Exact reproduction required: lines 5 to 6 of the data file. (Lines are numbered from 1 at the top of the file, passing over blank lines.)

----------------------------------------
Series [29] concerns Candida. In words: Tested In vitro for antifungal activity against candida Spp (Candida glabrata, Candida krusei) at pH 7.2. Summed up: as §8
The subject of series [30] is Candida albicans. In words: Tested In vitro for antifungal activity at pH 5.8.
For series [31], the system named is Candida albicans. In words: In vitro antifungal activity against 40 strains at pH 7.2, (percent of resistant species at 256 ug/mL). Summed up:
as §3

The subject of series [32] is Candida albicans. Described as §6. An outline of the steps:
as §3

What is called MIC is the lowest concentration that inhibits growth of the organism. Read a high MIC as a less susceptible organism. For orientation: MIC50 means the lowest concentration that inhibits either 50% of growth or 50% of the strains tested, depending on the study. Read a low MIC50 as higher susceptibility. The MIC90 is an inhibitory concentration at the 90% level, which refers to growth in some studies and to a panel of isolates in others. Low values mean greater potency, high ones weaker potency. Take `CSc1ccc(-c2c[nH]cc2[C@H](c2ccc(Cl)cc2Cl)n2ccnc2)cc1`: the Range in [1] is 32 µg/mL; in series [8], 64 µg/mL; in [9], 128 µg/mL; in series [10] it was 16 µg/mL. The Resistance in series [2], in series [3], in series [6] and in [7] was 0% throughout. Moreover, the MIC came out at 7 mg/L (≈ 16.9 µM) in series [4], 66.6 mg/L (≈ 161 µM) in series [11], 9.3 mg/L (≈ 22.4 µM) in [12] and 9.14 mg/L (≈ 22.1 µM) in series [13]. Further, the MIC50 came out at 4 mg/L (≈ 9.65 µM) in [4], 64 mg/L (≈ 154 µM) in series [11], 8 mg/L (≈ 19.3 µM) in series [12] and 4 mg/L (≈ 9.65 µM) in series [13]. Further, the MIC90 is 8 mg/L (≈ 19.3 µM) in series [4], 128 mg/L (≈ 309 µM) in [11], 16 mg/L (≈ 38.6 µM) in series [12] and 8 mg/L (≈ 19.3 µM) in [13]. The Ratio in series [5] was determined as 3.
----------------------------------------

The subject of series [32] is Candida albicans. Described as §6. An outline of the steps:
as §3